The Rise of Real-Life Superheroes by Meanwhile, back in the darkened alleys of a city near you... trouble is brewing. A fight breaks out. A mugger shakes down an innocent tourist. Inequality is on the rise. Enter our heroes. Dark Guardian chases off an angry drug dealer in Manhattan. Mr. Xtreme charges in and breaks up a San Diego bar brawl. T.O. Ronin hugs a homeless man on the snowy streets of Toronto. These aren't the big-screen or comic-book heroes that have been increasingly dominating pop culture. They're real-life superheroes: individuals who take on masked personae to fight crime and help the helpless. They don't have superpowers, but they do try to make the world a better place. Lifelong comic-book fan and veteran journalist Peter Nowak goes to the source of this phenomenon, meeting with real-life superheroes in North America and around the world to get their stories and investigate what the movement means for the future of society. To some people, real-life superheroes may seem like quirky outliers or dangerous vigilantes but, as Nowak shows, they are also archetypes whose job is to remind us of the better part of human nature.
Call Number: HV 7431 N69 2020
Publication Date: 2020-09-15
The Parasitic Mind by "Read this book, strengthen your resolve, and help us all return to reason." --JORDAN PETERSON *USA TODAY NATIONAL BESTSELLER* There's a war against truth... and if we don't win it, intellectual freedom will be a casualty. The West's commitment to freedom, reason, and true liberalism has never been more seriously threatened than it is today by the stifling forces of political correctness. Dr. Gad Saad, the host of the enormously popular YouTube show THE SAAD TRUTH, exposes the bad ideas--what he calls "idea pathogens"--that are killing common sense and rational debate. Incubated in our universities and spread through the tyranny of political correctness, these ideas are endangering our most basic freedoms--including freedom of thought and speech. The danger is grave, but as Dr. Saad shows, politically correct dogma is riddled with logical fallacies. We have powerful weapons to fight back with--if we have the courage to use them. A provocative guide to defending reason and intellectual freedom and a battle cry for the preservation of our fundamental rights, The Parasitic Mind will be the most controversial and talked-about book of the year.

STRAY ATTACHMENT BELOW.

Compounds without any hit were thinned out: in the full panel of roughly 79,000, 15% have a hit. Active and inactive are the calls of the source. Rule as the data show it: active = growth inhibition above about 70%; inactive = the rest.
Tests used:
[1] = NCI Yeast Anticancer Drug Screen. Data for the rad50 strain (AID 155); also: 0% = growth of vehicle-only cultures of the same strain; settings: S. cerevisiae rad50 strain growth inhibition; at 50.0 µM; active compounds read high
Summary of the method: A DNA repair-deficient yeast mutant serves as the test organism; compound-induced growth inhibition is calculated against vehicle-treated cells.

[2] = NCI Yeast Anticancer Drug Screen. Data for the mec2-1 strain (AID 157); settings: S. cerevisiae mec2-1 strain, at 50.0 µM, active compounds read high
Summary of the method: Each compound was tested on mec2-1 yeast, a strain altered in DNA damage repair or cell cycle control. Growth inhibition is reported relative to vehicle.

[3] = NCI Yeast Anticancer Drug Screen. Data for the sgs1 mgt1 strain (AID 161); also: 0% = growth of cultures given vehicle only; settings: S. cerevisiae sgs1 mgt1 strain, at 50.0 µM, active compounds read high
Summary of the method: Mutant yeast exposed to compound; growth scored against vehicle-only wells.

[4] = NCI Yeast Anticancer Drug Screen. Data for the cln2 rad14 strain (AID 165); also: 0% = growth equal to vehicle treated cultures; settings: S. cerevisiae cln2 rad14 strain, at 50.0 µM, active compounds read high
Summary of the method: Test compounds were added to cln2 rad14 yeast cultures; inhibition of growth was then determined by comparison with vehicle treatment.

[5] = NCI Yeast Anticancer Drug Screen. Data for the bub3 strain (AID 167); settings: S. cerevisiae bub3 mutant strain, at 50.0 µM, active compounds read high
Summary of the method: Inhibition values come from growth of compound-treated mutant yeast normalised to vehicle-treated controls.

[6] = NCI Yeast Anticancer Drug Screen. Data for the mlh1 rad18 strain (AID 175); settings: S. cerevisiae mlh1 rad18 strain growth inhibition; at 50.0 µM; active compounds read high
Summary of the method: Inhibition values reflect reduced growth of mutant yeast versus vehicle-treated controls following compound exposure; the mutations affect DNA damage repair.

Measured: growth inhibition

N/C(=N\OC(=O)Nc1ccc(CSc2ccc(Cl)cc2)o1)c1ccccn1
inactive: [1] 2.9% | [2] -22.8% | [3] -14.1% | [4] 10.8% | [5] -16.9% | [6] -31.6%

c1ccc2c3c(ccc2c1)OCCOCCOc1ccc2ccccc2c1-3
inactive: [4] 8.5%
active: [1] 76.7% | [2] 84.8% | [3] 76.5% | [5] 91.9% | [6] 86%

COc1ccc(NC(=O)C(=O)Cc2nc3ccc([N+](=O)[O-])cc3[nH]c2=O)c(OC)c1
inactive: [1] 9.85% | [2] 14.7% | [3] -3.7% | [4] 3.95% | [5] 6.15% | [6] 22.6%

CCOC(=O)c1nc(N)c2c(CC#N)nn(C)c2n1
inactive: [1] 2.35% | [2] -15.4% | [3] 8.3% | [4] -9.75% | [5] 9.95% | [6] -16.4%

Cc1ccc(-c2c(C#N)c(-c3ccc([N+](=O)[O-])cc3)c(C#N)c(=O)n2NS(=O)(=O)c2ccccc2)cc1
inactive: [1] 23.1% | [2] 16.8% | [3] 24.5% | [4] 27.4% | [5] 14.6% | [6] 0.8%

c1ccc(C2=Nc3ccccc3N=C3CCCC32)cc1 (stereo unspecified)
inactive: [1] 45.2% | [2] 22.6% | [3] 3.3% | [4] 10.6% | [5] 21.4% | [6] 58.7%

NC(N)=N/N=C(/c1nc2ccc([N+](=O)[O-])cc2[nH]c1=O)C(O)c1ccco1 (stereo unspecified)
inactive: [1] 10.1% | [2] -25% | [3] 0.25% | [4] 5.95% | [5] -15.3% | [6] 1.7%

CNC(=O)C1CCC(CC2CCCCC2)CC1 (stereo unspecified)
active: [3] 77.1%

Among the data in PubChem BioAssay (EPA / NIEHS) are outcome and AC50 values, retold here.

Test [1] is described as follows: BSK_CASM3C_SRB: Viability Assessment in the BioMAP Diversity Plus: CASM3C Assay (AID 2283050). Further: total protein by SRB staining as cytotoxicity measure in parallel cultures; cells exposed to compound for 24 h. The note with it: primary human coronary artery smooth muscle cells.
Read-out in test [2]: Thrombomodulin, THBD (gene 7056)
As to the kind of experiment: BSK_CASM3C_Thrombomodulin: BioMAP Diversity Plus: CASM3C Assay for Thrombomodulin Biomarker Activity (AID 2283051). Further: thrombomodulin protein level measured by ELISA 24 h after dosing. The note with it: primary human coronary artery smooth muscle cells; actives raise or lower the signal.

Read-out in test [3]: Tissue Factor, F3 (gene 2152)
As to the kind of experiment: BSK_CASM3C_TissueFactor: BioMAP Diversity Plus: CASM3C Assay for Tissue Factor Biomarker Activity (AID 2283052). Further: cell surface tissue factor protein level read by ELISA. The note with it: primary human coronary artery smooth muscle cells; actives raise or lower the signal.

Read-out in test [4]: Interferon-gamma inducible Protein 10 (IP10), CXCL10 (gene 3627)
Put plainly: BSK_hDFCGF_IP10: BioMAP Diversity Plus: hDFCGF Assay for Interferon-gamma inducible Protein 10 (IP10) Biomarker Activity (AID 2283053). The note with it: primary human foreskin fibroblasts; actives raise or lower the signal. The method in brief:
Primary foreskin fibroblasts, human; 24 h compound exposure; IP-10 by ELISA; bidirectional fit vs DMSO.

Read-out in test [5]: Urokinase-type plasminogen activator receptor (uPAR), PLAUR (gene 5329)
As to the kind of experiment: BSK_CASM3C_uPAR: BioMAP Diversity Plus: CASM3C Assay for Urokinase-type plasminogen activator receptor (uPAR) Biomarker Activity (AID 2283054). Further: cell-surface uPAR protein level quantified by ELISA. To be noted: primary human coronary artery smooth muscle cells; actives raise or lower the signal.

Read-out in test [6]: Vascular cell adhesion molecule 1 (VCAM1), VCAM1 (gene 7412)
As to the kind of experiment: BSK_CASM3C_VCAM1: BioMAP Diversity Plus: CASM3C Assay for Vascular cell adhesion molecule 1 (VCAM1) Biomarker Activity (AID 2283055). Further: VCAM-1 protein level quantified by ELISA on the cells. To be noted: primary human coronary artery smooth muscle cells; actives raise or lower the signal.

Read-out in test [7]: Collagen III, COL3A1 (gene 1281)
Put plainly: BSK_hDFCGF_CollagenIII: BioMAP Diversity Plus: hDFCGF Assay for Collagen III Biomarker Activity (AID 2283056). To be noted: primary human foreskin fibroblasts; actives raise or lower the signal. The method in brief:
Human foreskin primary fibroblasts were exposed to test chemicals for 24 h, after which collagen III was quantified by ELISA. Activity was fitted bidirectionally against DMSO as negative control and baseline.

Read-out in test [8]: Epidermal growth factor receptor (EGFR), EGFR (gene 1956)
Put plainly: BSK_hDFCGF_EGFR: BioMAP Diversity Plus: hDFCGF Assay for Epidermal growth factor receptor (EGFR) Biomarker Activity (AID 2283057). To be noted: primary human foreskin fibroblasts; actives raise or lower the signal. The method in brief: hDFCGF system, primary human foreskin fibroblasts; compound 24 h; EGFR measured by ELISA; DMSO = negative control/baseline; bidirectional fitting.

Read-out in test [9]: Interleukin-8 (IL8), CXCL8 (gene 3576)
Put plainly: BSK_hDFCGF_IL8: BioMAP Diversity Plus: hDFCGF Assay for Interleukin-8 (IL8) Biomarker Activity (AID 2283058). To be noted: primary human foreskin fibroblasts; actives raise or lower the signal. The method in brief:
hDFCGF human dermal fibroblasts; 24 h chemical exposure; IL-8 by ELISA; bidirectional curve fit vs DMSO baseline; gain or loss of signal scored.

Call Number: HM 1216 S23 2020
Publication Date: 2020-10-06
Leonardo's Salvator Mundi and the Collecting of Leonardo in the Stuart Courts The Salvator Mundi is the first Leonardo painting to be discovered for over a century. Following its re-emergence, it played a leading role in the landmark Leonardo exhibition at the National Gallery in London in 2011, after which it was purchased by a Russian oligarch. In 2017 it wasauctioned by Christie's in New York, fetching the world record price of $450m, and now forms part of the collection of Louvre Abu Dhabi.The Salvator Mundi may be seen as the devotional counterpart to the Mona Lisa, having an extraordinary, communicative presence. The artist has reformed the very traditional subject matter in a number of ways. The elusiveness of Christ's expression suggests his spiritual origins beyond the world ofthe senses. The traditional sphere of the earth has been transformed into a rock-crystal orb and signifies a crystalline sphere of the heavens. In addition to its spiritual dimension, the image exploits Leonardo's optical knowledge and his growing sense of the illusiveness of seeing. Only theblessing hand is in reasonably sharp focus, with his features softly veiled. The scintillating curls of his hair are characterised in line with his theory that the physics of the curling of hair is analogous to vortex motion in water.This book looks at evidence of Leonardo's Salvator Mundi in the collections of Charles I and Charles II. It explores the appraisal of works by Leonardo at the Stuart courts, and proposes that how works attributed to Leonardo were first encountered and understood in seventeenth-century Britain wouldshape the wider evolution of Leonardo as a cultural icon.This volume gives a dramatic first-hand account of the modern-day discovery of the painting, from its purchase in a minor New Orleans auction house, to the cleaning of the picture that would disclose it as Leonardo's startling original, and the research processes that would uncover illustrious andobscure former owners. The book presents the definitive study of the new masterpiece.